Not long after offensive lineman Kristjan Sokoli's agent Tweeted that his client was the Seahawks' first draft pick to sign his rookie deal, a report stated that cornerback Tye Smith has become the second.
Two women who were in an adjacent hotel room during the alleged domestic-violence incident involving Seahawks draft pick Frank Clark have shared additional details with The Seattle Times and told the paper that the team never spoke with them as part of its investigation.
Seahawks general manager John Schneider joined 710 ESPN Seattle's "Brock and Salk" Monday morning and talked further about the team's controversial decision to draft defensive end Frank Clark despite past allegations of domestic violence.
The Seahawks' newest pass rusher, Obum Gwacham, has an appetite for Chipotle, a motor that doesn't stop and a resume that includes three years catching passes in the Pac-12. Just another Seahawks' draft pick.
The Seahawks have drafted at least one cornerback every year under general manager John Schneider and coach Pete Carroll, a streak that continued this year with Seattle's selection of Tye Smith in the sixth round.
Washington State wide receiver Vince Mayle was taken with the 123rd overall pick in the fourth round of the NFL Draft by Cleveland, joining WSU teammate Xavier Cooper and UW defensive tackle Danny Shelton as a Browns draft pick.
The Seahawks doubled on offensive linemen in the fourth round, taking West Virginia's Mark Glowinski four picks after selecting Terry Poole from San Diego State. And just like that, Seattle addressed two of the biggest needs on its roster.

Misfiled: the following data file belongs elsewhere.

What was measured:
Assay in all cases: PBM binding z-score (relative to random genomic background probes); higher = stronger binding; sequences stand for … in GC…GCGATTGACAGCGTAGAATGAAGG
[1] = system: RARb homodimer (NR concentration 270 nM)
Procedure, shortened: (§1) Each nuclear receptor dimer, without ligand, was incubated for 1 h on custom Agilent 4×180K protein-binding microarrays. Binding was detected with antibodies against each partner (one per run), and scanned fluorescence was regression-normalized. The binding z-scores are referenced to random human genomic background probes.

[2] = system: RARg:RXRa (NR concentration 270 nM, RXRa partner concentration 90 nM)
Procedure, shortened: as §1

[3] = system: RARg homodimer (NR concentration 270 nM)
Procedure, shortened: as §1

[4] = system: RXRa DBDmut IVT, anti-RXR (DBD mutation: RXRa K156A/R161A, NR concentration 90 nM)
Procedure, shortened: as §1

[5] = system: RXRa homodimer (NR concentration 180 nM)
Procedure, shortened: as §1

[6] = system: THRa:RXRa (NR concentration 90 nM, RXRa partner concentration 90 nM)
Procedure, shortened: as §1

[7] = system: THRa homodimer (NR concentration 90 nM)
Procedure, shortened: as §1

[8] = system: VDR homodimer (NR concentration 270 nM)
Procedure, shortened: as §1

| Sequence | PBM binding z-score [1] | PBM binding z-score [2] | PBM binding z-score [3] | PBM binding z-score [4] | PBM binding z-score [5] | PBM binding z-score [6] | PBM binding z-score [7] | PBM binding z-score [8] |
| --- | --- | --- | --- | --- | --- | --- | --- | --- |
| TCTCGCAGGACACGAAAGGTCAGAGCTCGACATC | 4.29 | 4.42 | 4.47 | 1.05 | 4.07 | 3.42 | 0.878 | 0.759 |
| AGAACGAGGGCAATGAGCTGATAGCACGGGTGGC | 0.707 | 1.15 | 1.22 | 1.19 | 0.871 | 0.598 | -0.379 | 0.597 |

After selecting Frank Clark and Tyler Lockett with their first two picks then reportedly trying unsuccessfully to move up to the top of fourth round, the Seahawks will enter the final day of the draft with six selections.
Seattle's decision to draft Frank Clark should be met with skepticism given the alleged domestic-violence incident that led to his dismissal from the Michigan football team. You just shouldn't make assumptions about either his guilt, his innocence or the Seahawks' stated reasoning for choosing him.
Without a pick until No. 63 overall and a league-high 11 selections in all, it seemed entirely possible that the Seahawks would look to move up in the second round of the draft. That is indeed the case, according to a report from Omar Kelly of the South Florida Sun-Sentinel.
No team has gotten more out of the draft in the past five years than Seattle, and the reason for that is tied to the rationale that led the Seahawks to trade away their first-round pick and center Max Unger for tight end Jimmy Graham and a fourth-round choice.